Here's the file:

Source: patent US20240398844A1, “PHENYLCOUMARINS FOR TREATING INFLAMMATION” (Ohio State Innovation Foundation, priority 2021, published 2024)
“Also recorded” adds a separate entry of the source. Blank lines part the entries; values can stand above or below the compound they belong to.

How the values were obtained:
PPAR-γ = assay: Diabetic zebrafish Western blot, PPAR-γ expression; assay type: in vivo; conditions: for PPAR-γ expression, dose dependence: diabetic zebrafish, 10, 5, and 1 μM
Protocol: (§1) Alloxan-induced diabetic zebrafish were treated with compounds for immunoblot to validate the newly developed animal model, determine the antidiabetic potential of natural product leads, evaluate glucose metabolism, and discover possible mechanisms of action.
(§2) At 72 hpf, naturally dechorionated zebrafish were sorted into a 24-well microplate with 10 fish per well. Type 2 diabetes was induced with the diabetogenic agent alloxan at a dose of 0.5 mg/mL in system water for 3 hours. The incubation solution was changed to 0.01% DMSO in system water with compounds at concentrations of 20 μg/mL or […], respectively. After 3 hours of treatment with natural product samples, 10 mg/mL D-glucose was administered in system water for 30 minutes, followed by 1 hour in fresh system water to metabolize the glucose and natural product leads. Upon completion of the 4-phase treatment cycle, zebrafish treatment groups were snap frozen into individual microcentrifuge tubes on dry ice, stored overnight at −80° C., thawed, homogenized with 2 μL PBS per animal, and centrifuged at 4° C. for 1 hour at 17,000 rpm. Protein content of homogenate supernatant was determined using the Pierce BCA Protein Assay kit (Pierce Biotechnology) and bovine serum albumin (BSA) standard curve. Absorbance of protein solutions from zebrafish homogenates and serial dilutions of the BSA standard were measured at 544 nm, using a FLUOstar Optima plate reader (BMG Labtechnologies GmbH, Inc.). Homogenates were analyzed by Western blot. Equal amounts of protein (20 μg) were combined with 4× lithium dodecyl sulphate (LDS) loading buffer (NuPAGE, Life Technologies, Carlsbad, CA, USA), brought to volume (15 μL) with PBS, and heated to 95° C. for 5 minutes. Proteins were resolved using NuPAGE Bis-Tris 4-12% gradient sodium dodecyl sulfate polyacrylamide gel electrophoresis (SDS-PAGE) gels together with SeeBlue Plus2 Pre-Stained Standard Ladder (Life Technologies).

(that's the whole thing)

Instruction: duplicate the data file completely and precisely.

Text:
Source: patent US20240398844A1, “PHENYLCOUMARINS FOR TREATING INFLAMMATION” (Ohio State Innovation Foundation, priority 2021, published 2024)
“Also recorded” adds a separate entry of the source. Blank lines part the entries; values can stand above or below the compound they belong to.

How the values were obtained:
PPAR-γ = assay: Diabetic zebrafish Western blot, PPAR-γ expression; assay type: in vivo; conditions: for PPAR-γ expression, dose dependence: diabetic zebrafish, 10, 5, and 1 μM
Protocol: (§1) Alloxan-induced diabetic zebrafish were treated with compounds for immunoblot to validate the newly developed animal model, determine the antidiabetic potential of natural product leads, evaluate glucose metabolism, and discover possible mechanisms of action.
(§2) At 72 hpf, naturally dechorionated zebrafish were sorted into a 24-well microplate with 10 fish per well. Type 2 diabetes was induced with the diabetogenic agent alloxan at a dose of 0.5 mg/mL in system water for 3 hours. The incubation solution was changed to 0.01% DMSO in system water with compounds at concentrations of 20 μg/mL or […], respectively. After 3 hours of treatment with natural product samples, 10 mg/mL D-glucose was administered in system water for 30 minutes, followed by 1 hour in fresh system water to metabolize the glucose and natural product leads. Upon completion of the 4-phase treatment cycle, zebrafish treatment groups were snap frozen into individual microcentrifuge tubes on dry ice, stored overnight at −80° C., thawed, homogenized with 2 μL PBS per animal, and centrifuged at 4° C. for 1 hour at 17,000 rpm. Protein content of homogenate supernatant was determined using the Pierce BCA Protein Assay kit (Pierce Biotechnology) and bovine serum albumin (BSA) standard curve. Absorbance of protein solutions from zebrafish homogenates and serial dilutions of the BSA standard were measured at 544 nm, using a FLUOstar Optima plate reader (BMG Labtechnologies GmbH, Inc.). Homogenates were analyzed by Western blot. Equal amounts of protein (20 μg) were combined with 4× lithium dodecyl sulphate (LDS) loading buffer (NuPAGE, Life Technologies, Carlsbad, CA, USA), brought to volume (15 μL) with PBS, and heated to 95° C. for 5 minutes. Proteins were resolved using NuPAGE Bis-Tris 4-12% gradient sodium dodecyl sulfate polyacrylamide gel electrophoresis (SDS-PAGE) gels together with SeeBlue Plus2 Pre-Stained Standard Ladder (Life Technologies).